How Alternatives to Animal Testing Increases our Understanding of Human Health Risk
Written by Robert Coyle
Human biology played an increasingly fundamental role at the International Society for Exposure Science annual meeting
I know I say this every year, but it really is an exciting time for exposure science. And risk assessment in general, for that matter. Why? Because we are finally moving beyond the old paradigm of risk assessment. The old-school thinking of “what’s the hazard level, what’s the exposure, and is one bigger than the other?” is becoming supplanted by a more holistic approach to understanding how people interact with chemicals in the world around them, and what that means for human health.
For my money, the program at this year’s annual meeting of the International Society for Exposure Science (ISES) at Utrecht was the best I’ve ever seen. It’s always a hectic week for Creme Global, and this year between my colleagues Conor McGauran, Giulia Vilone and I, we had a stand, a workshop, three presentations, and a number of other ISES-related meetings and events.
The theme of the meeting was “Interdisciplinary Approaches for Health and the Environment”, and it was certainly an appropriate description. As our understanding of human health and risk assessment becomes more refined, so does the analysis become more of a continuum. At times I felt like I could equally have been at a conference on toxicology or systems biology; it all depends on how you choose to view things. Many of the talks I attended discussed how external exposure can be linked to internal exposure, sometimes going all the way down to a cellular level. Modern toxicology often uses alternative approaches to characterising chemicals hazards rather than the more traditional animal testing. These include computational approaches such as Physiologically Based Pharmacokinetic (PBPK) models, which quantify the time course of a chemical in the body, the very useful Threshold of Toxicological Concern (TTC) concept, and in vitro or lab-based methods. Equally, at conferences on toxicology, exposure is becoming more and more a consideration as a fundamental part of risk assessment.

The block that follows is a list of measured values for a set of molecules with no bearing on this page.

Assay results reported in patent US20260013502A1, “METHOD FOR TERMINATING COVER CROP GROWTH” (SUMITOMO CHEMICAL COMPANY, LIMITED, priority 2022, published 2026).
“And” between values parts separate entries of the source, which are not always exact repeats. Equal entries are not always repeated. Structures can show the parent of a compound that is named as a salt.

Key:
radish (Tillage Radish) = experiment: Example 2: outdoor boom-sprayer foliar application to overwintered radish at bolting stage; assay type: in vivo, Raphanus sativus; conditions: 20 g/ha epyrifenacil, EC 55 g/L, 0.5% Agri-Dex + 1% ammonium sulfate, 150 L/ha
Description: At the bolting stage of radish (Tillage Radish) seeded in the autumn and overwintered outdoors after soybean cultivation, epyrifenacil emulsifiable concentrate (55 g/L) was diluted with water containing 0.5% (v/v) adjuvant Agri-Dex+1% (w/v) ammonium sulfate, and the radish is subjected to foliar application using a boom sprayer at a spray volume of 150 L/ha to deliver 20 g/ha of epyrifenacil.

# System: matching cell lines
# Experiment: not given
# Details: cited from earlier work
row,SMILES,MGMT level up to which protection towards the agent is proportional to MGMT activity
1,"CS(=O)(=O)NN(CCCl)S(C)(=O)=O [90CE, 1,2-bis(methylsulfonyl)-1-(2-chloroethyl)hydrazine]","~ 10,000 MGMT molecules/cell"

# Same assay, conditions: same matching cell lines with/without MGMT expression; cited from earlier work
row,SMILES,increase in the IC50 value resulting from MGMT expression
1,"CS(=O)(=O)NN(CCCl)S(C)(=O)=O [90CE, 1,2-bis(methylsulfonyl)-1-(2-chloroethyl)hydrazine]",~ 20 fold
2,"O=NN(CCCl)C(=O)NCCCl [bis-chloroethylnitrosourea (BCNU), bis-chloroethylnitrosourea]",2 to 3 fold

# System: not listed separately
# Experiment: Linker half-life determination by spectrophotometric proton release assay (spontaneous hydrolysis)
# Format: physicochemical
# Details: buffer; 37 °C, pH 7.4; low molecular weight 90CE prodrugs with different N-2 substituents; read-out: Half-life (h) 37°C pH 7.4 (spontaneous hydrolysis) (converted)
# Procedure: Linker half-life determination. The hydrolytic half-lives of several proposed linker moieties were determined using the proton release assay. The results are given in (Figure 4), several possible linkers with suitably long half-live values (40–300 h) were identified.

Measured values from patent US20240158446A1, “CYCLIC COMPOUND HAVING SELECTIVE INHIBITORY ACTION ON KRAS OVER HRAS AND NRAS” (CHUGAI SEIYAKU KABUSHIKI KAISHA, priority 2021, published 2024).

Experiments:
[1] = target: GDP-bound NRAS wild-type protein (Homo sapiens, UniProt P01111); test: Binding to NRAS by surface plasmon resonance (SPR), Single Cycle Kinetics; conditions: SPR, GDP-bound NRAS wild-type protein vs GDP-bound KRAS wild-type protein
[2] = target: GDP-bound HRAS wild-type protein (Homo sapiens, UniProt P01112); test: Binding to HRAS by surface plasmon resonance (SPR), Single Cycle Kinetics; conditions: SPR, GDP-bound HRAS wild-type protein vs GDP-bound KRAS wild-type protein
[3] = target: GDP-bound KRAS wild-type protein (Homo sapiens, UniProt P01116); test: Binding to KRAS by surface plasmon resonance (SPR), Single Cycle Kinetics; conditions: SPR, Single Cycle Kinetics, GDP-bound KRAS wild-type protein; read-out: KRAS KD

Amongst the Creme Global talks on some of our core areas of cosmetics and pesticides, I also co-organised a symposium this year on these new techniques in toxicology. As we move towards different techniques for measuring hazards, we need to understand what that means for exposure science. This is both from a technical perspective, where we have new metrics of hazard requiring us to modify our exposure models in order to better align them with toxicology, and equally we need to understand the overall significance of a risk assessment using novel toxicological methods in conjunction with exposure assessment.
It’s been said many times before, but it bears repeating; exposure is a key component of risk assessment that is all-too-often overlooked. Exposure is key because it quantifies to what extent humans interact different stressors (chemicals, microorganisms etc) with the potential to cause harm to human health. And exposure is not a number; it is a dynamic, changing, and varying quantity. So when we talk about risk, we need to accept that this cannot be magically shrunk into one number – and it can be very unhelpful to do so. We now have a wealth of understanding about human biology, the mechanisms of toxicology, and exposure science has become a mature field where we can provide very refined estimates of human exposure to external stressors.
Tragically enough, the “public” (that ambiguous swathe of people scientists like to refer to when they are annoyed with some sort of rhetoric they don’t agree with), don’t always accept that a degree of risk an essential component of life. Hopefully though, given the rate at which the field is advancing, we as scientists should be able to provide assurance that we really do have a handle on what the risks to human health are, and therefore our overlords in risk management have the information and tools to keep those risks under wraps.